I pulled my “A-team” crew together, anchored by Rod Temperton, one of the best songwriters who has ever lived, and we embarked on making “Off the Wall.” I simply loved working with Michael. He was so shy he’d sit down and sing behind the couch with his back to me while I sat there with my hands over my eyes with the lights off. We tried all kinds of tricks that I’d learned over the years to help him with his artistic growth, like dropping keys just a minor third to give him flexibility and a more mature range in the upper and lower registers, and more than a few tempo changes.

I also tried to steer him to songs with more depth, some of them about real relationships — we weren’t going to make it with ballads to rodents (i.e. “Ben”). And Seth Riggs, a leading vocal coach, gave him vigorous warm-up exercises to expand his top and bottom range by at least a fourth, which I desperately needed to get the vocal drama going. We approached that record like we were going into battle. “Off the Wall” would sell 10 million copies.

Anyone who tells you that they knew a record was going to be a big hit is a flat-out liar. We had no idea “Off the Wall” was going to be as successful as it was, but we were thrilled. Michael had moved from the realm of bubble-gum pop and planted his flag square in the heart of the musical pulse of the ’80s, but what came next, I don’t think any of us were ready for.

The ‘Thriller’ saga

The drama surrounding “Thriller” seemed to never end. As we were recording the album, Steven Spielberg asked me to do a storybook song with Michael for “E.T.” We were already behind schedule on “Thriller,” but great, no problem. The movie was a big hit, we loved Steven, and so, off to work we went with Rod Temperton and Marilyn and Alan Bergman writing the song. Naturally, of course, this would evolve into Steven wanting us to do an “E.T.” album.

Four months to complete “Thriller,” already behind schedule, no problem. Off to work we went. In any event, it all worked out . . . Michael and I won Grammys for the album, and it became a collector’s item.

With two months to get “Thriller” done, we dug in and really hit it. Michael, Rod, the great engineer Bruce Swedien and I had all spent so much time together by now that we had a shorthand, so moving quickly wasn’t a problem. I told Michael that we needed a black rock ‘n’ roll tune — a black “My Sharona” — and a begging tune for the album. He came back with “Beat It” and Rod came back with “The Lady in My Life.”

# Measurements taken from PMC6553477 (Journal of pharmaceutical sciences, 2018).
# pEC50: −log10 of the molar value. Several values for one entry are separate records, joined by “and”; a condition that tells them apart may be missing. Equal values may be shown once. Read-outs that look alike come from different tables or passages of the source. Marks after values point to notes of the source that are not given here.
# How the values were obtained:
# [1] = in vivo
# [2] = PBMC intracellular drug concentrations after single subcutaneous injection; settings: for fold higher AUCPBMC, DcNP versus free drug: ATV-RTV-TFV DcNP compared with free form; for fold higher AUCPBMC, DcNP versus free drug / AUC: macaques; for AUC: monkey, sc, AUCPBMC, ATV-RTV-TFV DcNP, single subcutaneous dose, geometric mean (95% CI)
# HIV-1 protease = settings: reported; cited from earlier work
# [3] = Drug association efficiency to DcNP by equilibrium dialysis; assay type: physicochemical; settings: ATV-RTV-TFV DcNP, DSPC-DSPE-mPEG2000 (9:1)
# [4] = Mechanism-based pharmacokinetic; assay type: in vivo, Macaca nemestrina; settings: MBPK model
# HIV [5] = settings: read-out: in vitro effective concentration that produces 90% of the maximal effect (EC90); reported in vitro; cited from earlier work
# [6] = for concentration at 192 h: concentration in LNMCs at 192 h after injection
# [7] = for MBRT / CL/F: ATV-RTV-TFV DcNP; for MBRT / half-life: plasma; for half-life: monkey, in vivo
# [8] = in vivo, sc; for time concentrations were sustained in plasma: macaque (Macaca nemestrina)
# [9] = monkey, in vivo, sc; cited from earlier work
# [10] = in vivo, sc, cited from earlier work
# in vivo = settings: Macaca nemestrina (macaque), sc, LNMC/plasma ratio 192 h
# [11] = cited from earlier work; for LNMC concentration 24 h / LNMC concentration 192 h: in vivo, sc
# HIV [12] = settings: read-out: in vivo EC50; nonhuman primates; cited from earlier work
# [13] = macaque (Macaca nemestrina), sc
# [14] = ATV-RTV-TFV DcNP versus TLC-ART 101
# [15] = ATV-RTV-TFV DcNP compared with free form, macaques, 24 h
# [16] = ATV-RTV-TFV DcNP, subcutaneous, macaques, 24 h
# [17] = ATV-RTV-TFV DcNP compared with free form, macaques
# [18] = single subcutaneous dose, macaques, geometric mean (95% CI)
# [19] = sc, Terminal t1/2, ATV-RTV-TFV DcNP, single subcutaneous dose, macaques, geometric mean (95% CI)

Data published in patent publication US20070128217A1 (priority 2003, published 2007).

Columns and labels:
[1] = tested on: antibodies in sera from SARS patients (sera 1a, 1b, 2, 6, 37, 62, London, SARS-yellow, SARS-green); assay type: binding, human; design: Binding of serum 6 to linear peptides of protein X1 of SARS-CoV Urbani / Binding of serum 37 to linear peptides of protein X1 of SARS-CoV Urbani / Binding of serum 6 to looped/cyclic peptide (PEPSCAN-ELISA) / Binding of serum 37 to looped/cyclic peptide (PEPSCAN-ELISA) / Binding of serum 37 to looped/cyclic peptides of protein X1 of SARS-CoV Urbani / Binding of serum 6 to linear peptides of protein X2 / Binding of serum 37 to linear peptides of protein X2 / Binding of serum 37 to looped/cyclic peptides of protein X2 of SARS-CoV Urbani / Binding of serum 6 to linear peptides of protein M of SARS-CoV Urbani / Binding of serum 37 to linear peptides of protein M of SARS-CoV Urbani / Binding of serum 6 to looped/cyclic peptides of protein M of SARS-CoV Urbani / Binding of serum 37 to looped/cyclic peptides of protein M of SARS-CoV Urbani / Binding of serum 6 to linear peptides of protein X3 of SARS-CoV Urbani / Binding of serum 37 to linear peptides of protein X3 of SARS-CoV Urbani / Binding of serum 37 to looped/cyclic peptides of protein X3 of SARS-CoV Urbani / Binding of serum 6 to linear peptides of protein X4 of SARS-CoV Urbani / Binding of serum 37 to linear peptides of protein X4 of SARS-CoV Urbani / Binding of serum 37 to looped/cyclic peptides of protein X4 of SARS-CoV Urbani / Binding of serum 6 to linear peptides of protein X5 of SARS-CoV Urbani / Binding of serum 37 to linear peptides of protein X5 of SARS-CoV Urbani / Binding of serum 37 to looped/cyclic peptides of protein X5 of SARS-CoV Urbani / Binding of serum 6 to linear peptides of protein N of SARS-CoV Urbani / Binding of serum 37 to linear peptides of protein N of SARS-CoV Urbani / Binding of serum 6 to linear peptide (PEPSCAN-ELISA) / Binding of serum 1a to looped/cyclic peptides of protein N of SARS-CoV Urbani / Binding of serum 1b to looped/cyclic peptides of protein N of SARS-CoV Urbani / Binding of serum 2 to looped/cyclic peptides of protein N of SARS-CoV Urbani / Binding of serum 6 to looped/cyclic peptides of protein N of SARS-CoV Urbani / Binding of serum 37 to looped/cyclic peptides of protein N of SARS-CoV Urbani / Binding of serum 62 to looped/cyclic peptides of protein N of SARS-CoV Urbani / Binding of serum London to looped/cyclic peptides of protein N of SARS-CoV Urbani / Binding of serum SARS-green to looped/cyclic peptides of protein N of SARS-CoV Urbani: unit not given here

Rod also brought in “Thriller” and Michael sang his heart out on it. At one point during the session the right speaker burst into flames, which none of us had ever seen before. How’s that for a sign?

We finished the album at 9 a.m. the morning we needed to deliver the reference copy. We had three studios going all night long. Michael in one putting final touches on “Billie Jean,” Bruce in another, and Eddie Van Halen, who I brought in, in yet another recording his parts for “Beat It.”

We all gathered in Studio A to listen to the test pressing with this enormous anticipation. This was it, the eagerly anticipated follow-up to “Off the Wall.” And it sounded . . . terrible. After all of that great work we were doing, it wasn’t there. There was total silence in the studio, and one by one we walked across the hall for some alone time. We’d put too much material on the record. Michael was in tears.

We took two days off, and in the next eight days, we set about reshaping the album, mixing just one song a day. Rod cut a verse from “The Lady in My Life,” and we shortened the long, long intro to “Billie Jean,” something Michael hated to do because he said the intro “made him want to dance.”

MTV breakthrough

We delivered the album and watched “Billie Jean” — thanks to Michael’s debut performance of the moonwalk on the 25th anniversary of Motown special — “Beat It” and “Thriller” just explode, fueled in part by heavy video rotation on MTV. Prior to “Billie Jean,” MTV wasn’t playing videos with black artists. “Billie Jean,” “Beat It” and “Thriller” took us straight to the stratosphere. After those three videos, virtually every video on MTV was trying to emulate their style.

Michael, the music and MTV all went to the mountaintop. It was the perfect convergence of forces. In the music business, every decade you have a phenomenon. In the ’40s you had Sinatra, in the ’50s Elvis, in the ’60s the Beatles, in the ’70s the innovation of Dolby, despite the best efforts of Stevie Wonder and Elton John. In the ’80s you had Michael Jackson. For everyone from 8 to 80, he was the biggest entertainer on the planet. Followed up with “Bad” and the collective on “We Are the World,” we all made history together. We owned the ’80s and our souls would be connected forever.

Shortly after “Thriller” came out and simply chewed up everything in its way, I went to see Count Basie at the Palladium with Benny Carter and Ed Eckstine. Basie was like a father to me, having kind of adopted me when I was 13, and he wasn’t in the greatest shape. He was in a wheelchair and when he saw me, he said with a sense of pride, “Man, [what] you and Michael did, me and Duke would never even dream about nothin’ that big. We wouldn’t even dare to dream about it.” You can’t imagine how proud I felt, hearing that from one of my idols, not realizing that it would be the last time that I’d see him alive.

There will be a lot written about what came next in Michael’s life, but for me all of that is just noise. I promise you in 50, 75, 100 years, what will be remembered is the music. It’s no accident that almost three decades later, no matter where I go in the world, in every club and karaoke bar, like clockwork, you hear “Billie Jean,” “Beat It,” “Wanna Be Starting Something,” “Rock With You” and “Thriller.”

In every language on the planet, from prison yards in the Philippines [Updated at 7:30 p.m.: An earlier version of this blog post incorrectly said the prison yards were in Thailand.] to, that will be the beautiful, grand legacy of Michael Jackson.

–Quincy Jones